Kisei Insanity & Review Request: Yamashita Keigo (9p) vs Iyama Yuta (9p)

Iyama Yuta has…

either won or lost the Kisei! Spoilers hidden!

defended his Kisei title for the 7th consecutive year!

His opponent was Yamashita Keigo, a man who has previously won the Kisei five times, with his first victory coming in 2003, ten years before Iyama’s current reign of dominance. While he’s recently celebrated his 40th birthday, Yamashita is playing stronger than ever. He’s currently the 3rd highest rated Japanese player, and has recently crossed the 3400 rating threshold for the first time. He still plays true to his “old school” roots, preferring to approach 4-4s instead of invading every 3-3 point, as some of the younger players have taken to doing.

This year’s Kisei, leading up to the final game, was not lacking for excitement. Iyama took an early 3-1 lead, before Yamashita pulled level with a pair of good, fighting wins. Game 5, in particular, was an exciting game with massive trades more or less leaving the board divided into two huge territories, each filled with dead stones.

Game 7, though, was perhaps the best of the bunch. Massive, full board-scale combat leading to huge exchanges, and only a single 3-3 invasion on the board. This is my game of the year, so far, for 2019, and I’d encourage everyone to take a look at it. Here’s the game:

And a kyu-level summary. Spoilers!

Yamashita took a similar approach to the opening as he did in game 5, but went for the modern 2-space high enclosure instead of the 1-space. Such enclosures are a bit more open, leading to complications if the opposing player goes for a severe attack. Iyama played just such an attack, and ended up with a huge weak group behind enemy lines, while leaving Yamashita with a few dragons surrounding it.

The weak group, though, was a sacrifice. A HUGE sacrifice! Iyama attacked the dragons on the outside, not to kill them, but to develop territory on the top and the side. Yamashita held on to the attack, and successfully killed a 29 stone group, but lost by 6.5 points!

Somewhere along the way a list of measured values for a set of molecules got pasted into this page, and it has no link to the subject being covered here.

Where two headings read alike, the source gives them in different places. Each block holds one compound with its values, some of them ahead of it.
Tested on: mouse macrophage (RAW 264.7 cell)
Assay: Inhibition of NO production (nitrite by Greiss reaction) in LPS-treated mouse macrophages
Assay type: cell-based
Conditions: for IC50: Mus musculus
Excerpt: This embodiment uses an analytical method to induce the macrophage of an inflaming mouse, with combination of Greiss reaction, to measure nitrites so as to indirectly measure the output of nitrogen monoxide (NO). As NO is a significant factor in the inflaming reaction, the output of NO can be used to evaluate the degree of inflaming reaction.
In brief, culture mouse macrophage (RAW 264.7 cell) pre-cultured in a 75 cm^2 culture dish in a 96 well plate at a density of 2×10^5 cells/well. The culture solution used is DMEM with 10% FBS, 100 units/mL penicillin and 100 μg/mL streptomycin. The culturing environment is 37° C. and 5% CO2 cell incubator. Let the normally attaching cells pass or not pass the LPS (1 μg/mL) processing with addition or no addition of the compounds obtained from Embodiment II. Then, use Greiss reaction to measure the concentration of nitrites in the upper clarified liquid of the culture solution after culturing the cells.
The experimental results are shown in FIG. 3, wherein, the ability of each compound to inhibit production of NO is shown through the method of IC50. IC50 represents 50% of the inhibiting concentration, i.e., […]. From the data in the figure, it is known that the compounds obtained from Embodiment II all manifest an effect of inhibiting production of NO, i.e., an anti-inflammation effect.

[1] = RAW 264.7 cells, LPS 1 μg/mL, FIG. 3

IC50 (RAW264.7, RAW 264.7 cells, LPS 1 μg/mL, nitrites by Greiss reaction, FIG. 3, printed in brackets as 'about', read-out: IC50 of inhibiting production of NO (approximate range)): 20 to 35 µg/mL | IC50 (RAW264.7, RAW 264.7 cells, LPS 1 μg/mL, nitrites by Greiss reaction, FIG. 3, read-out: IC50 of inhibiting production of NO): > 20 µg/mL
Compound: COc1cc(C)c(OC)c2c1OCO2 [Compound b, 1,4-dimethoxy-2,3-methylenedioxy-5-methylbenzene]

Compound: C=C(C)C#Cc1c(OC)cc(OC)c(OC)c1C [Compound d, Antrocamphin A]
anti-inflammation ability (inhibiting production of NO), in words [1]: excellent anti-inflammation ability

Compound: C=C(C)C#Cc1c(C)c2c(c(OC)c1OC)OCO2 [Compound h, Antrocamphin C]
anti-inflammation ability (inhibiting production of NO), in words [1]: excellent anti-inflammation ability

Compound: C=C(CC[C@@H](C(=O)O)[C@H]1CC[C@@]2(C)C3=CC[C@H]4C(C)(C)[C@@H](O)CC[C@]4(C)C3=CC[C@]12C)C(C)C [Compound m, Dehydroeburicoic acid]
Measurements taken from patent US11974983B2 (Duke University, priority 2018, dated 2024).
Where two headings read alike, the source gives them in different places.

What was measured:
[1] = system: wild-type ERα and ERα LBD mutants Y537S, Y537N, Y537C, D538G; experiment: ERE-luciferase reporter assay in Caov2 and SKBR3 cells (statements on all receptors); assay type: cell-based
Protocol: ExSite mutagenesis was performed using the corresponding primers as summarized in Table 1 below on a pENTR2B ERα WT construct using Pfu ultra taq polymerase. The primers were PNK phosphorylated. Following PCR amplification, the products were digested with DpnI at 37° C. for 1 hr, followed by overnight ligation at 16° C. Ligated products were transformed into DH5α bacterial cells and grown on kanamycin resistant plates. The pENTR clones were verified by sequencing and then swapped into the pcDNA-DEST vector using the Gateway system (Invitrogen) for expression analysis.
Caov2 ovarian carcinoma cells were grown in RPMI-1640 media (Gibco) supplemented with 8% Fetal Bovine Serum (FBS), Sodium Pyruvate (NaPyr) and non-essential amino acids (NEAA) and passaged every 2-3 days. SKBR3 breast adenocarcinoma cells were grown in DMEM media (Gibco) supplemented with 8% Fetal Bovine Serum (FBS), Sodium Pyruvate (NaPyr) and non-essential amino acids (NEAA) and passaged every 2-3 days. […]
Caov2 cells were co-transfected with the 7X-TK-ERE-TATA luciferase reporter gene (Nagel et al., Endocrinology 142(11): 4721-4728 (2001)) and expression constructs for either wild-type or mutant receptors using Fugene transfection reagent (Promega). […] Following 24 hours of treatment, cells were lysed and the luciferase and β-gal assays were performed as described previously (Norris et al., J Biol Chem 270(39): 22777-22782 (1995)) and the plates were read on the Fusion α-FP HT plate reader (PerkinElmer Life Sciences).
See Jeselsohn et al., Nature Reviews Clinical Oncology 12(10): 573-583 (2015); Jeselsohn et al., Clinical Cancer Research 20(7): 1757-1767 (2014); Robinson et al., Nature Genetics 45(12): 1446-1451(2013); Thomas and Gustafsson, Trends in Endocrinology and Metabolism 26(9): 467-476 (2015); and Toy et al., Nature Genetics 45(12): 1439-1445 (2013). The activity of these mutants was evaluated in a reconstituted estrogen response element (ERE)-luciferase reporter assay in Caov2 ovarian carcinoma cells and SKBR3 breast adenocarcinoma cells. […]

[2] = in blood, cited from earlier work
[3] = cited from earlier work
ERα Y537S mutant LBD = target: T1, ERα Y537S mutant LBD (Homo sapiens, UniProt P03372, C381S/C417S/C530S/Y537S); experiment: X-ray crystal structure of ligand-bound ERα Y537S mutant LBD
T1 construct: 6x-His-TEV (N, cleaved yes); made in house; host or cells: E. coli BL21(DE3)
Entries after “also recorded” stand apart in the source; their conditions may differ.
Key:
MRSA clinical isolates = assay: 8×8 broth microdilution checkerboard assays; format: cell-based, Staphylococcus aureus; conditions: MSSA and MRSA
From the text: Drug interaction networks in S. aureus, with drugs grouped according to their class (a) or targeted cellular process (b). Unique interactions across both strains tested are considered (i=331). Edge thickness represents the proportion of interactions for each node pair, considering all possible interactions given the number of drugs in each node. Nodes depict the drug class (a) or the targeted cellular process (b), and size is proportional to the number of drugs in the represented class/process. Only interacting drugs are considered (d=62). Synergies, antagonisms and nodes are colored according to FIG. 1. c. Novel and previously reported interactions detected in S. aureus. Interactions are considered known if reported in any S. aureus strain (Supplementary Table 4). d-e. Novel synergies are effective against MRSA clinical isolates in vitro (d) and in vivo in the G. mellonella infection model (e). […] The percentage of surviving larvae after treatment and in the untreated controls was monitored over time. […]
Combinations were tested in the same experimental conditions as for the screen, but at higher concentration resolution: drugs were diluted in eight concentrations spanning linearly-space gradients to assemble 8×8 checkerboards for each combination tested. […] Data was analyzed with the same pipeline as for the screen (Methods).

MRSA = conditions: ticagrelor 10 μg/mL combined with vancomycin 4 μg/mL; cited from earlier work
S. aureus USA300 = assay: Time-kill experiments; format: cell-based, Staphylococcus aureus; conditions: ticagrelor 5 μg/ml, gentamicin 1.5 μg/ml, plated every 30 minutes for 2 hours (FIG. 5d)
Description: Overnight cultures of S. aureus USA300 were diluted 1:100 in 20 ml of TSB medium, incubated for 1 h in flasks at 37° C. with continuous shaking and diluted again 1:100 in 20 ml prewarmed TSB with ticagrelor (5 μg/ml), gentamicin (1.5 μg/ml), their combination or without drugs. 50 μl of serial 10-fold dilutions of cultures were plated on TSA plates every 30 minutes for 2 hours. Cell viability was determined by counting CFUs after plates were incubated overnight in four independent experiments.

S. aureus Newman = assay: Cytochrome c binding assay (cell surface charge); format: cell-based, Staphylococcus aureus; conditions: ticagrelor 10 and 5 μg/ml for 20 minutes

My spoiler-y summary aside, I struggle to understand what’s going on in this game, other than at a very superficial level. Both I, and likely the OGS community at large, would enjoy seeing a strong player’s opinion as to what’s going on! Would any strong players be interested in doing a pro game review?


i think only pros/top amateurs are good enough to review pro games

on the other hand you can review it yourself
before a move is played next, try to visualize what you would do in their shoes
then compare your moves to their moves, then ask yourself why your move is inferior compared to theirs
understand their logic and reasoning behind their moves

but it seems GO has changed alot these 2-3 years(AIpha GO etc.), the logic behind them i find it harder and harder to understand pro games, a lot more fighting/calculating/sente involve that is more than usual
like the change from a clear natural response to all of a sudden tenuki after tenuki
the status of move values being calculated left and right…pros themselves are all learning from these AI

so imho it’s much more easier to study pro games before 2016

if you learn a few logic/reasoning behind their moves, maybe you can gain a few stones
learning moves/technique may not happen all the time, but their logic/reasoning and go theories can apply all the time
and then is the close combat fights, maybe studying life+death problems is better for to improve reading abilities for close combats…


I find fighty games, in general, to be tough to review. Early Kato Masao games, for example. I can understand that the logic is something like “generate weak groups and kill them,” but the reading required to play the way an aggressive pro does is beyond me.